The social cost of greenhouse gases may be the ultimate foil of economic analysis.
Last week a shocking story from NPR largely slipped under the radar. The headline: “Why the EPA puts a higher value on rich lives lost to climate change.” Climate Correspondent Rebecca Hersher shared the “twisted tale of math, ethics and climate change” that is the Environmental Protection Agency’s effort to decide what’s been called the most important number you’ve never heard of: the social cost of greenhouse gases.
This is a number—in U.S. dollars—that tries to represent the cumulative cost to humanity of emitting a single ton of a greenhouse gas. Carbon dioxide, methane, and nitrous oxide each have their own estimated cost. Since a 2007 Ninth Circuit ruling stated that federal agencies must assess the monetary value of carbon emissions reduction, the EPA—as well as an inter-agency working group assembled and disbanded by different administrations over the years—has devised, revised, and revised again this single number.
Obama’s inter-agency working group collaborated with the National Academy of Sciences to decide a whole-of-government estimate of the social cost of carbon. They set it at $51 per ton of carbon dioxide emitted. The Trump administration disbanded the inter-agency working group, and substantially lowered the social cost of carbon to only $7 per ton. They did this by removing damages in countries other than the United States from the analysis and putting less weight on harm to future generations.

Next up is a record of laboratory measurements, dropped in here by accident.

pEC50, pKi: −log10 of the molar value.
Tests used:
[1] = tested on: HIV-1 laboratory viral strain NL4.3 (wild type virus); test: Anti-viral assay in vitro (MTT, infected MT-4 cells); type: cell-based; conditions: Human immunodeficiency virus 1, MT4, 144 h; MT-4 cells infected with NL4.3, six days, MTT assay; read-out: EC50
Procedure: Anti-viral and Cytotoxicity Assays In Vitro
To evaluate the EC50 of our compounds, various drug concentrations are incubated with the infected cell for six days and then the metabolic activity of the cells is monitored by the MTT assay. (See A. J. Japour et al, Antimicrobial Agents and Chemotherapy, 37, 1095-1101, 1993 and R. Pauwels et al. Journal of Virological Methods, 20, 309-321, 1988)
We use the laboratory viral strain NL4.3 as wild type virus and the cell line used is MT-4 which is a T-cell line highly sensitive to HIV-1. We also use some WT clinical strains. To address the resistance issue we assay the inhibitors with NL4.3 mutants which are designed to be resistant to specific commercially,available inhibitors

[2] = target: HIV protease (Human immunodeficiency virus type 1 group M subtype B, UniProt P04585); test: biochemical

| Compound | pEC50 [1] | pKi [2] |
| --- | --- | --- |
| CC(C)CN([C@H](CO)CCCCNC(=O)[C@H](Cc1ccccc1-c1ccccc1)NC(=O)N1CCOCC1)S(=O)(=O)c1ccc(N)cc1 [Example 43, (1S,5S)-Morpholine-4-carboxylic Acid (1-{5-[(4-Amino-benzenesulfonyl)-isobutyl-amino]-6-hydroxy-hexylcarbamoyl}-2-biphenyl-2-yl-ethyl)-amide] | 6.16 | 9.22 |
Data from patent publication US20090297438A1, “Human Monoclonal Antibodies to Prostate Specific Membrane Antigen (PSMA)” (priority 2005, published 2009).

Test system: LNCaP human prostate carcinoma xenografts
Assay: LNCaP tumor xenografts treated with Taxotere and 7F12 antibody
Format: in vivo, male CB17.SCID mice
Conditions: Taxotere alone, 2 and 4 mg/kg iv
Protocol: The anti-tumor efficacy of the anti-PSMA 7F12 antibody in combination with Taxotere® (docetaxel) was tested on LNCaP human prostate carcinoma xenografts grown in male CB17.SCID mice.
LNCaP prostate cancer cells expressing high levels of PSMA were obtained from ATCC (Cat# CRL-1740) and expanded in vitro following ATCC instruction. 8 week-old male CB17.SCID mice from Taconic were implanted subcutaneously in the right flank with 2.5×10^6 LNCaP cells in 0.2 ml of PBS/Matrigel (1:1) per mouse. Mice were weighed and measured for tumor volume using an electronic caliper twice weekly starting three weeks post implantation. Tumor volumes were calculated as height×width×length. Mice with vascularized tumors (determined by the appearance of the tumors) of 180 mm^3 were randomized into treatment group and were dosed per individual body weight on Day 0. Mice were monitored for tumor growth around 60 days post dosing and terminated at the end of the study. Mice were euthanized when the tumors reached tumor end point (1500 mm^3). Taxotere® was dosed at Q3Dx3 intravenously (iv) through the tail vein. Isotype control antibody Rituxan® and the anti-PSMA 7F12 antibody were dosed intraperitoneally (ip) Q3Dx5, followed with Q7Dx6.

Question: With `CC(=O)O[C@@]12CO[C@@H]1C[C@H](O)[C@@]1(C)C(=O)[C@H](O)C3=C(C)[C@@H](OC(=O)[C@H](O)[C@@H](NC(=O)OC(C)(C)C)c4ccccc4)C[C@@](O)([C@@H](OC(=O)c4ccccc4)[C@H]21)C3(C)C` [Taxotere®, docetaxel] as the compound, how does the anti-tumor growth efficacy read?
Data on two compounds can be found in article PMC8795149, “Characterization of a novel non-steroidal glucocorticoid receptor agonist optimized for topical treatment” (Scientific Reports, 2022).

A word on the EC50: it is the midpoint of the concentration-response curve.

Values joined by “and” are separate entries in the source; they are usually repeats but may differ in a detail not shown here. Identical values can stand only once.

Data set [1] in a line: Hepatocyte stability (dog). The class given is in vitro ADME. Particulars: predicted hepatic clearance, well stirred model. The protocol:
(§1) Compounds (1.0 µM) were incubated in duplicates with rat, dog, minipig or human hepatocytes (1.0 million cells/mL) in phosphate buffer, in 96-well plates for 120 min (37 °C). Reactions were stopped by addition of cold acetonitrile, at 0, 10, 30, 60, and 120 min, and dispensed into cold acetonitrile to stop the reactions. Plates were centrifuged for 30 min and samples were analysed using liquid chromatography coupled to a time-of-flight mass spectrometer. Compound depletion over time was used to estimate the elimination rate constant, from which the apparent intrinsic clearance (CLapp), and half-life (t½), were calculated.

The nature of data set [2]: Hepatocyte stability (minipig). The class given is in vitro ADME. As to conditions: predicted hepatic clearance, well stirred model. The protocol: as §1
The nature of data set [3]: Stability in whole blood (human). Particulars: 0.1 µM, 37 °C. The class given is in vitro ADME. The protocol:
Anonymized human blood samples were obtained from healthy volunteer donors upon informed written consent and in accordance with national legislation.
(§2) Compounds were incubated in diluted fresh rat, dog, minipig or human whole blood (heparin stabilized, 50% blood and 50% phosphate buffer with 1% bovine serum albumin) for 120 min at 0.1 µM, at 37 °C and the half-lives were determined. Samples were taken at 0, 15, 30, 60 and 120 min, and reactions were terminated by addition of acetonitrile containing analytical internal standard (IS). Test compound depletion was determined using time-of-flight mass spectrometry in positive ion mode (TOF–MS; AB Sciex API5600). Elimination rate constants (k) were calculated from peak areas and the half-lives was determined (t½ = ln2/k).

President Biden used his first day in office to reinstate the inter-agency working group, directing them to set an interim estimate and develop a new estimate for the social cost of greenhouse gases. The working group has yet to make a proposal, but the EPA has come out ahead of them in proposing its own new evaluation of the social cost of carbon: $190 per ton. EPA also proposed raising the cost of methane emissions to $1,600 a ton, and nitrous oxide to $54,000 a ton—substantial increases from interim estimates putting the cost of carbon at $51 a ton, methane at $1,500 a ton, and nitrous oxide at $18,000 a ton.
This significant increase in the estimated cost of greenhouse gas emissions will impact evaluations of the costs and benefits of proposed federal regulations, communicating more strongly the benefits of reducing emissions and the harms of continuing or increasing current emissions levels. Presumably, this is good news for the planet.
But there’s a problem. Several problems, in fact. The way that the EPA came up with this number, and what it fails to take into account, raises some profound ethical questions.